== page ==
The Teenaged Car

74
2015
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Cars aren’t just in short supply – they are getting older all the time. IHS Markit – which keeps track of such things – just reported that the average age of a currently in-service car is 12.1 years.

Almost a teenager!

This is a trend that has been ongoing for some time. It is not a function of the ‘Rona and the imprisonment – the “locking down,” as it is styled – of the population, which was stymied from driving and from buying a new replacement car for most of the past year.

People have been hanging onto their cars for longer for a long time, for some time.

It is merely getting longer.

If you’re over 40, you can probably remember when a twelve-year-old car wasn’t just an old car. It was a worn out car. Crow’s feet – in the form of spider-webbing paint; arteriosclerosis – in the form of hard-starting and stalling, the oil and alternator lights flickering. Rust – like decaying joints.

It was getting to be time to get a new car.

But that was 30 years ago and the times they are a changing. Have changed.

People are holding onto their old cars for longer – or buying an old car and driving it rather than buying into a new car. The reason why is simple. They are doing it because they can.

This didn’t used to be the case.

And – schadenfreude moment – we can thank the government for that.

One of the unanticipated consequences of Uncle’s brutal regime of mandates and fatwas, especially as regards vehicle exhaust emissions – of which practically nil have been permissible since the mid-’90s – is that engines made since the mid-’90s have been designed to such fine tolerances and are generally of such high quality – in order to be as efficient, tight and thus, “clean” as possible – that they last almost forever.

And the rest of the car usually looks good for that long, too. Or close to it.

A 70,000 mile engine runs like a new engine. It is common for gas engines – not diesel engines – to rack up more than 200,000 miles before they need a repair expensive enough to make it not worth repairing it.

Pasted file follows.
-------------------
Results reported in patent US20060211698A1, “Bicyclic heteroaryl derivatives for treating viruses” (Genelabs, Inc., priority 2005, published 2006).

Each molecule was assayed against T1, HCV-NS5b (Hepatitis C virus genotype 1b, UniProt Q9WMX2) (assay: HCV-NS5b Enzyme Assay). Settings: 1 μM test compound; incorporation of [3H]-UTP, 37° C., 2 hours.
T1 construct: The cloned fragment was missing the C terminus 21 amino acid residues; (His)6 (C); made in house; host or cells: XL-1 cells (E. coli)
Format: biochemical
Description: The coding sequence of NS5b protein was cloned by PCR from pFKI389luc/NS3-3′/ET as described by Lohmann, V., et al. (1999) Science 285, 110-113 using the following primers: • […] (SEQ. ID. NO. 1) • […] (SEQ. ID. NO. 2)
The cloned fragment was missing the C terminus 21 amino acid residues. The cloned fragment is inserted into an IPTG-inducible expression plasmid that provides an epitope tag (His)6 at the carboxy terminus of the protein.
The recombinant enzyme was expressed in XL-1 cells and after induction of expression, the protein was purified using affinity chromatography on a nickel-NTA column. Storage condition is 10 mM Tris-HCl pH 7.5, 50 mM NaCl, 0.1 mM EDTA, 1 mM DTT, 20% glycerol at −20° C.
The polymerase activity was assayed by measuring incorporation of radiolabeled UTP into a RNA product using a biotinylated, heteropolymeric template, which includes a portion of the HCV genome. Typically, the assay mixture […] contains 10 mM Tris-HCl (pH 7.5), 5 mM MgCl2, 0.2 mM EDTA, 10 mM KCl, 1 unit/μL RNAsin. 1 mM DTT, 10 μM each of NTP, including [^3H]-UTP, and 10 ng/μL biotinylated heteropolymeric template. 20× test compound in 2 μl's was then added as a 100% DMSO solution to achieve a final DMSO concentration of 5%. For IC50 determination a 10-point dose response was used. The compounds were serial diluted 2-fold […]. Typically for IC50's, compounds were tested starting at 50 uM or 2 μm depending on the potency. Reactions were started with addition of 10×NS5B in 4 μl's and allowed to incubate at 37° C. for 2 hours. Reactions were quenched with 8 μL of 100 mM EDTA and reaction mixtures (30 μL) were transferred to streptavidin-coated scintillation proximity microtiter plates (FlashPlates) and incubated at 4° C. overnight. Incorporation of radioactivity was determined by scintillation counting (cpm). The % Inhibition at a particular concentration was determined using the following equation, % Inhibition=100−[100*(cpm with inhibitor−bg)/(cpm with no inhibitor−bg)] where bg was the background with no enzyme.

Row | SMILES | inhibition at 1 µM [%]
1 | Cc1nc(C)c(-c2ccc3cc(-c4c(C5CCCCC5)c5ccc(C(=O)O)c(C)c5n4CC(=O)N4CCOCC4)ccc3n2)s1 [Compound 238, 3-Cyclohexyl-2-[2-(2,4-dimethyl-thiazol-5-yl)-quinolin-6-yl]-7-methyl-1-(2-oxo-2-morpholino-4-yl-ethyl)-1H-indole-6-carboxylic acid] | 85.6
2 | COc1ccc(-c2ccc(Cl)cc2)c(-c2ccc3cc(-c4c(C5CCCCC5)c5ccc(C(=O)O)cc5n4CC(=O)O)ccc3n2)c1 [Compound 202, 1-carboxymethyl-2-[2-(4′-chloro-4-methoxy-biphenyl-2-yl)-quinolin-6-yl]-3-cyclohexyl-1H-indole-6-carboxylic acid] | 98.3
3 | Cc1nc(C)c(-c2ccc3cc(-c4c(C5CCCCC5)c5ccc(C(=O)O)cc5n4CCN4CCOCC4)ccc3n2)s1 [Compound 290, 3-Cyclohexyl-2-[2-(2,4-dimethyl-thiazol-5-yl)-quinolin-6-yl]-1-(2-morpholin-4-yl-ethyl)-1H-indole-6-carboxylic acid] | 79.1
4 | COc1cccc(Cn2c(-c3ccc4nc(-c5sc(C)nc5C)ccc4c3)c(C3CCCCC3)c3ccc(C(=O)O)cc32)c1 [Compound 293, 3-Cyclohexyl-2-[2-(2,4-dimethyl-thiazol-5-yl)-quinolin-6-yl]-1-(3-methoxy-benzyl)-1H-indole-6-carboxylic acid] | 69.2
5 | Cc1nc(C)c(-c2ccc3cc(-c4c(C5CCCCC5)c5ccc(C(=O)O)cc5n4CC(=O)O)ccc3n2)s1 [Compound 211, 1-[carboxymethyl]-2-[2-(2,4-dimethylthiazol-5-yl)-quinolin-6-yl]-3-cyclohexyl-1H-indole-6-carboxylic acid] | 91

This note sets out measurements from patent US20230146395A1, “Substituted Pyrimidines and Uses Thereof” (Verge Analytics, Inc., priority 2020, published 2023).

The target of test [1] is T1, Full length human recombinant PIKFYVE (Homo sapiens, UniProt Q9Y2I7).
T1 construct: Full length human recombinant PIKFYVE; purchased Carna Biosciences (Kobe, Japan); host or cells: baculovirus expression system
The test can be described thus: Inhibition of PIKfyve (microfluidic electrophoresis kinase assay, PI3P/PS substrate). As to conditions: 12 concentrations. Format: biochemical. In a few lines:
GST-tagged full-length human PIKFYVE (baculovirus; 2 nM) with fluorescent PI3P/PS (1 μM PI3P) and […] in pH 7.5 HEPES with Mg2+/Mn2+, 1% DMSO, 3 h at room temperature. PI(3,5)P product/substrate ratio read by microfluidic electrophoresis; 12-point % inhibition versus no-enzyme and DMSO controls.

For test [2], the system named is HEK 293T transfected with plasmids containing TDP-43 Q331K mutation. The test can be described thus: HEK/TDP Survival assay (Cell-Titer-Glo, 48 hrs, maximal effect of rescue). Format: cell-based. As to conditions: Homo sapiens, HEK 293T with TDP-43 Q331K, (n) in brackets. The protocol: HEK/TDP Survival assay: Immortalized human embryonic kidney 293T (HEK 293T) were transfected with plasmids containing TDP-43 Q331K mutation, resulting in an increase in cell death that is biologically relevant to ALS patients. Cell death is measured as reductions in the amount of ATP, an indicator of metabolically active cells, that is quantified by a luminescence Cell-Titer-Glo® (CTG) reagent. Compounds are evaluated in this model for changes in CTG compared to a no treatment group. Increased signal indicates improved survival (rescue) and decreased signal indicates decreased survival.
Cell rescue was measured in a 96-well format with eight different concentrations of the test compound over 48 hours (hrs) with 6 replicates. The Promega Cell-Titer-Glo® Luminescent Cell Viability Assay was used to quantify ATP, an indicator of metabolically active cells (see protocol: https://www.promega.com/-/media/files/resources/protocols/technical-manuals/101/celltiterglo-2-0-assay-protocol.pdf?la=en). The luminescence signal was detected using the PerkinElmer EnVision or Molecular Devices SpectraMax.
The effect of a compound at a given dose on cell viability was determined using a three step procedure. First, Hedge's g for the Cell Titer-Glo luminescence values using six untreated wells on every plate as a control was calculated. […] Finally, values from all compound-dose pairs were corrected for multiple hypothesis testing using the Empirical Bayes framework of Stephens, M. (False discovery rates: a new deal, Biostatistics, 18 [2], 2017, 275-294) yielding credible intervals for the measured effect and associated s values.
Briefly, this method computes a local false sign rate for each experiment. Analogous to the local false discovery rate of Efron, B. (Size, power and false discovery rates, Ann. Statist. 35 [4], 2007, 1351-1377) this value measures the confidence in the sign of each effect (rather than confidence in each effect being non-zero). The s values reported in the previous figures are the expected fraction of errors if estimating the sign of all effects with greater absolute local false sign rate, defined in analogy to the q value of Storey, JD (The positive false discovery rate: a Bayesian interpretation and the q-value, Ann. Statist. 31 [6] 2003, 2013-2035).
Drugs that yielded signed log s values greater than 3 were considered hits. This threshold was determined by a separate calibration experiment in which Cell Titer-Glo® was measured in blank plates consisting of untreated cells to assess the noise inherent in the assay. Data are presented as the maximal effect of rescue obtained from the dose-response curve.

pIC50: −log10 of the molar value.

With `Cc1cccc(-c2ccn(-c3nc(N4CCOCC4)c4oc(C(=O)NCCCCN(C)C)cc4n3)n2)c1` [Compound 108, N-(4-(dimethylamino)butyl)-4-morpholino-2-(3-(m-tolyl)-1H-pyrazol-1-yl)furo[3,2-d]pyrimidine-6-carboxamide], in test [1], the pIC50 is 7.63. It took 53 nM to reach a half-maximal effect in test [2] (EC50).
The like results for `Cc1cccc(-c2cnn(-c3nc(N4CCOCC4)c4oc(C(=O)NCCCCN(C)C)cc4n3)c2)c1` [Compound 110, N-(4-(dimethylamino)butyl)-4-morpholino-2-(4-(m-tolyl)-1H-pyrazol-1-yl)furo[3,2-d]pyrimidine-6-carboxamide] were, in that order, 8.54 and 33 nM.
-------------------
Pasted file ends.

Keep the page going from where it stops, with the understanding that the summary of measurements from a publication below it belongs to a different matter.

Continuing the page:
Relative to the buy-in cost of a new car.

Especially a new electric car.

This sets up an interesting dilemma – for the government and the big corporations that have become its unofficial agencies as well as its lampreys. Both want very much to get people into electric cars – for reasons that are different but also complementary.

The government wants to tether the driving public’s mobility to the electric umbilicus, which government already controls – as the source of the high-voltage electricity electric cars sup on is controlled by what are styled “public” utilities. Which are like “public” schools in that they are both functionally under the control of the government.

The car companies – which are corporations – need to get people into electric cars, having gotten into electric cars themselves, in order to get along with the government they’ve become both parasitically dependent upon as well as the virtue-signaling (and virtue-enforcing) stooges thereof. The managers of these corporations are not stupid people; they know there is at best a very small market for the electric cars they need to sell – having bought into the politics of the electric car.